American higher education is expensive. Very expensive (total expenses in an Top Ivy League school are around US$ 50,000 per year). This is an exorbitant amount in the eyes of most Europeans (and many Americans, as well, of course), for whom universities are either free or heavily subsidized by the State.
Nevertheless, America's great universities may as well be worth paying for. According to a ranking of the top 100 world universities created by Quacquarelli Symonds, a self-styled “global carreer and education network”, the United States counts with thirty-seven higher education institutions on that list. That amounts to the same number of top-100 universities as the next five countries in the list added together. No doubt, the Americans have an incredible advantage over the rest of the world in terms of higher education.
However, what top 100 university rankings prove above all else, is the unparalleled standing and importance of the English language. More than 60% of the best universities in the planet are somewhere in the English-speaking world. The United Kingdom, the second country in the ranking, and one that houses such honorable institutions as Cambridge and Oxford, also counts with a great number of magnificent universities. Australia is third in the list, closely followed by Canada (which has excellent French-speaking and English-speaking schools). This means that most of the world's top-notch research and best scholars (Nobel Laureates, Fields Medal winners, politicians and philosophers) speak, think and write in English.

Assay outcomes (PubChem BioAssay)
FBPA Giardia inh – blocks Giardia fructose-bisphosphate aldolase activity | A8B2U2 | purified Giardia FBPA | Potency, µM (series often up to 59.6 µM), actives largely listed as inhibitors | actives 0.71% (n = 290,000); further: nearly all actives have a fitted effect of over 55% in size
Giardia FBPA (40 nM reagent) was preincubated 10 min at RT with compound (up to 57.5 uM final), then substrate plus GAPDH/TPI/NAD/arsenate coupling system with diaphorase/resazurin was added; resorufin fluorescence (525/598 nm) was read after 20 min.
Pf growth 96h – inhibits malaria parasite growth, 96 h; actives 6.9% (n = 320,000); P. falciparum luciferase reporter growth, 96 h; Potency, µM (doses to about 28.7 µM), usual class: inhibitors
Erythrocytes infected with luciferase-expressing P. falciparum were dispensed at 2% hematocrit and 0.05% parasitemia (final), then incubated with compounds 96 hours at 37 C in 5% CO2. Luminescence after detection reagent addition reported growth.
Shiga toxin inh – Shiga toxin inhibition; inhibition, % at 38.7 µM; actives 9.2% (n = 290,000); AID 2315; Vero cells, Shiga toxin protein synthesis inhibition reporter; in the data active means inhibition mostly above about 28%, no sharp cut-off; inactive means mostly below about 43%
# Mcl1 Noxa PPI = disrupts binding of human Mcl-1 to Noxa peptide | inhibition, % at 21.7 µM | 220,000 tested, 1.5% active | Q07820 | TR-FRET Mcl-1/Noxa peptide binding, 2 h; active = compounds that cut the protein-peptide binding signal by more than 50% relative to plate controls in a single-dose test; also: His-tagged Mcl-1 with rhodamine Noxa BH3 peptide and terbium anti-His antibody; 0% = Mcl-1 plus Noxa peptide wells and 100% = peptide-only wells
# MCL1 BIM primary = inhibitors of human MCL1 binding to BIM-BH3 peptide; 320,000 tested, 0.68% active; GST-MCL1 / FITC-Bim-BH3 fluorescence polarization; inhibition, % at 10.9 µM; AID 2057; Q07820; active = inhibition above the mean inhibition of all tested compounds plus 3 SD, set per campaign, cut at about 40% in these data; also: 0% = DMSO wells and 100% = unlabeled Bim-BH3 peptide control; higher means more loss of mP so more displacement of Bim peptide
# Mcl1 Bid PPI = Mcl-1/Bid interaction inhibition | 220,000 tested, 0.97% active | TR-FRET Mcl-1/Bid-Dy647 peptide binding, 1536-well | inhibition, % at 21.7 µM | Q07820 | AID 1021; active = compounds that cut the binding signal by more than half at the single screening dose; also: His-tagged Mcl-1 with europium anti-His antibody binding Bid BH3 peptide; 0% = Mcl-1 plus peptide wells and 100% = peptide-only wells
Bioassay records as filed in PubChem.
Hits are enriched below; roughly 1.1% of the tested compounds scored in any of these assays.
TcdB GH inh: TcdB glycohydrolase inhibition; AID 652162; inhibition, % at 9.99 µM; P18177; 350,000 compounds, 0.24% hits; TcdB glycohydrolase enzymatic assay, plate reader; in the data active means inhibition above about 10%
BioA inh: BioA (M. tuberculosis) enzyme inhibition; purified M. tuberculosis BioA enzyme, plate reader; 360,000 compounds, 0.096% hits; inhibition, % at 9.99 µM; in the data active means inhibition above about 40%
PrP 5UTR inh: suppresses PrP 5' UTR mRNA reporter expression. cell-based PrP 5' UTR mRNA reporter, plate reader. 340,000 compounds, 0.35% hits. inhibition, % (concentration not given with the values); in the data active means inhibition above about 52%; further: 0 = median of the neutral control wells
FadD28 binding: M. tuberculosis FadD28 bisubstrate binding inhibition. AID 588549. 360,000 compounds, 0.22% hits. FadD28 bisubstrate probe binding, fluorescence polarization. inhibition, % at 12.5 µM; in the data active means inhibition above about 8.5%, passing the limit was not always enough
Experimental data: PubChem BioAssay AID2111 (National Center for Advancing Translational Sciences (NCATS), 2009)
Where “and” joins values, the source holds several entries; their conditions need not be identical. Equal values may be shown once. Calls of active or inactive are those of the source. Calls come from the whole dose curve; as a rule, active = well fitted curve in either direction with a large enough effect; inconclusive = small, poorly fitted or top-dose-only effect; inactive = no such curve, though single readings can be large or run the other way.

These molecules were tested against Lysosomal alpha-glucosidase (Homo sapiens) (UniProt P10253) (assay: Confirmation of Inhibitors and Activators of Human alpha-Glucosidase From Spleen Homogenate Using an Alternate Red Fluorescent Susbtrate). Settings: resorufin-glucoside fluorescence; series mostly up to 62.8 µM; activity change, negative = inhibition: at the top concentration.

In comparison, other so-called world languages seem to be doing pretty badly. Mainland China and France only count with 2 top-100 universities, according to QS. There is not one single Spanish-speaking university on the list, even if Spanish is spoken by 500 million-odd people in more than 20 countries.
Perhaps future parents would like to take this into account when thinking about their children's higher education. This should also give some pause for thought to those who are ideologically opposed to the concept of private universities. As things are right now, eleven of the best fifteen universities in the world do not receive public funding.